The Dirtiest Word I Know
By NANCY PATRICK
I grew up thinking of dirty words as cuss words or sexually vulgar words or even profane words against God. I did not know that the dirtiest word I would ever learn would come to me in my forties. That word is “divorce.” Of course, I knew what the word meant, but my family had largely escaped the tragedy of divorce until it entered my personal life when my son and his wife divorced after three years of a marriage that gave me my only grandchild.
My uncle and aunt on my dad’s side of the family divorced after twenty-five years of marriage, but in my youthfulness, I did not realize the ramifications of divorce. Most of my other aunts and uncles on both sides of the family had remained married until death, and my grandparents had remained married just as my own parents had. My dad died shortly after my parents’ sixty-fifth anniversary, and my in-laws’ marriage has marked almost seventy-five years, so my husband and I entered marriage at the ages of eighteen and twenty assuming that we would remain married until one of us died.
I guess something of a social revolution happened during the Baby Boomers’ childhoods and adolescent years. I say this because I began noticing some of my cousins’ marriages failed as well as those of many of my classmates. Still, I felt reasonably comfortable in my belief of the stability of my family’s marriages since past marriages had lasted. Unfortunately, the reality of divorce shattered my dream as the marriages in my family began to fail.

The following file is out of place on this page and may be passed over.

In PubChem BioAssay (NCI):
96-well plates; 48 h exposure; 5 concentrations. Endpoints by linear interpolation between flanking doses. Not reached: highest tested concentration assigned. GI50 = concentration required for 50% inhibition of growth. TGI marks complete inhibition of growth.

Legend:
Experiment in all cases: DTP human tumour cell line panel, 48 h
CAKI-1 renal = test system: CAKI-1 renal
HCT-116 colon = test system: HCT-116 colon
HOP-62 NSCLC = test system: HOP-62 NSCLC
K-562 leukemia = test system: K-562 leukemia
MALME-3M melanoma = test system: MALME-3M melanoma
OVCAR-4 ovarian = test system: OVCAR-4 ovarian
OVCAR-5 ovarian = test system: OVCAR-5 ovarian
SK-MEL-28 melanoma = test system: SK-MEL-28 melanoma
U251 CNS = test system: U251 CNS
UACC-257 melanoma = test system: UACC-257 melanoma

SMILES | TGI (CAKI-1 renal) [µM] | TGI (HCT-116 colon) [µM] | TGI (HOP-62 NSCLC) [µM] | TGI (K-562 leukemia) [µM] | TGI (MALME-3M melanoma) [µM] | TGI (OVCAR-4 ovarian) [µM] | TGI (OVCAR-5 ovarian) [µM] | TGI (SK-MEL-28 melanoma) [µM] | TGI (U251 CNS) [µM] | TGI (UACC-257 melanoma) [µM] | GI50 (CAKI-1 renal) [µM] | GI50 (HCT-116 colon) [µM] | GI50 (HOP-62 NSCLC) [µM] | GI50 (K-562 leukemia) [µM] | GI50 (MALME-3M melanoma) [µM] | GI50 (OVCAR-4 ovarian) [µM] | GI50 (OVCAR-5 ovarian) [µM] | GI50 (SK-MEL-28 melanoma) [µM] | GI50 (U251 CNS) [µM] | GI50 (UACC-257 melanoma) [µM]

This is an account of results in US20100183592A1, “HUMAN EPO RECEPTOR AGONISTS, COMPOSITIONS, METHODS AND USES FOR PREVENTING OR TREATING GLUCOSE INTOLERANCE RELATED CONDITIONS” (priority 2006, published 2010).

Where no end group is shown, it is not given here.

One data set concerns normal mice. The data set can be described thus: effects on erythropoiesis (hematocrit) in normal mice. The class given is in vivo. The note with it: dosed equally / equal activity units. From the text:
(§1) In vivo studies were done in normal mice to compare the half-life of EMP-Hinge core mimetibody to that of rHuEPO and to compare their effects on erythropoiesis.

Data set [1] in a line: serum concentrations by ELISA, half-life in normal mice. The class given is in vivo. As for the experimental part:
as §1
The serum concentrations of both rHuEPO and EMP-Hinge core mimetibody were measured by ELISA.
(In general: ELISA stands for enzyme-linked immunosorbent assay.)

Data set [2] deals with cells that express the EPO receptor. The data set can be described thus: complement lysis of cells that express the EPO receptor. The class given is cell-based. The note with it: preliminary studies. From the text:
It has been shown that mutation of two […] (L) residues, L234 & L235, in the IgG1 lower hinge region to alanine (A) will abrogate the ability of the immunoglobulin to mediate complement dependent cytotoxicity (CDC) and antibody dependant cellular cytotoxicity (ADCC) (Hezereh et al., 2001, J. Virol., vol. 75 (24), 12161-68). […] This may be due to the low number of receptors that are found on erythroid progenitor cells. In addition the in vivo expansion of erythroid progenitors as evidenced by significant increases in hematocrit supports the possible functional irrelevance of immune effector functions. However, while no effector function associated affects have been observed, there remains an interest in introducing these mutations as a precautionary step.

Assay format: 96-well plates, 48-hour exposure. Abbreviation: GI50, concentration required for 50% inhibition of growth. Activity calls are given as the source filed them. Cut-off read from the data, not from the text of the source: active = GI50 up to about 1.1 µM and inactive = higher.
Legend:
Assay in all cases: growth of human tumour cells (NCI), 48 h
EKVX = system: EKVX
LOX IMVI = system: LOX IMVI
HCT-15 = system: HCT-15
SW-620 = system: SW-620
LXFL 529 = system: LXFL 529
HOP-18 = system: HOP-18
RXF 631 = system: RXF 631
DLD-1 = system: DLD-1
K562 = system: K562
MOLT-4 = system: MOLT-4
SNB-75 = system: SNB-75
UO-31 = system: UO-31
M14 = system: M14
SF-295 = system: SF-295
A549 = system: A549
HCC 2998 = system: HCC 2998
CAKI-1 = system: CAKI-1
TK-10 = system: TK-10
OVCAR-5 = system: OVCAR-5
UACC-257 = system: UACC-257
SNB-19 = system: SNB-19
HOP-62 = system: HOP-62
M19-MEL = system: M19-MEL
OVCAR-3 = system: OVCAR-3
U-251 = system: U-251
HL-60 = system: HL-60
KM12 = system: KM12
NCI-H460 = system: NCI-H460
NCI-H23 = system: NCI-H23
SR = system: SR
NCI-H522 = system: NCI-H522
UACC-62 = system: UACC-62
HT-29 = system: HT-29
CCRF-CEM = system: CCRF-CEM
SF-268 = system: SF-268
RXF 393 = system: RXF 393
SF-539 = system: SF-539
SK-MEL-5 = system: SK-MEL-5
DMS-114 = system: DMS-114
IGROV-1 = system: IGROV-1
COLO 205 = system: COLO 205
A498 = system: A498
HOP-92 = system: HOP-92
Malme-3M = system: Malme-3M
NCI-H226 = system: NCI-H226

First, one of my nephews’ marriages ended after the birth of a son, followed shortly by his marriage to his second wife with whom he had two other children. My own son’s marriage, which produced one child, ended after three years. Then my other nephew’s only marriage ended after a relatively brief amount of time. Even my sister’s thirty-five-year marriage ended.
Those divorces directly impacted me, although I observed many others’ divorces among my circle of family and friends. My brain understood what divorce meant, and it understood that some marriages, for various reasons, become unhealthy and unsustainable; however, my emotions rejected that logic. As the reality of divorce materialized in my heart, I felt broken, grief-stricken, spiritually ill, afraid, and hopeless.
As a public school teacher, I knew many of my students lived with divorced parents. I heard comments about spending the weekend with one parent or the other. I knew about issues with child support, and I knew divorced parents generally did not get along well (otherwise, why would they have divorced?). I also knew that by the 1970s divorce had become a common occurrence. I remember a colleague once talking about one of her students whose grades had suffered because of the girl’s depression over her parents’ divorce. My colleague said, “She is just going to have to get over it. Half of the kids in this school have divorced parents.” At the time, I had no idea how my colleague’s flippancy would impact me in the future.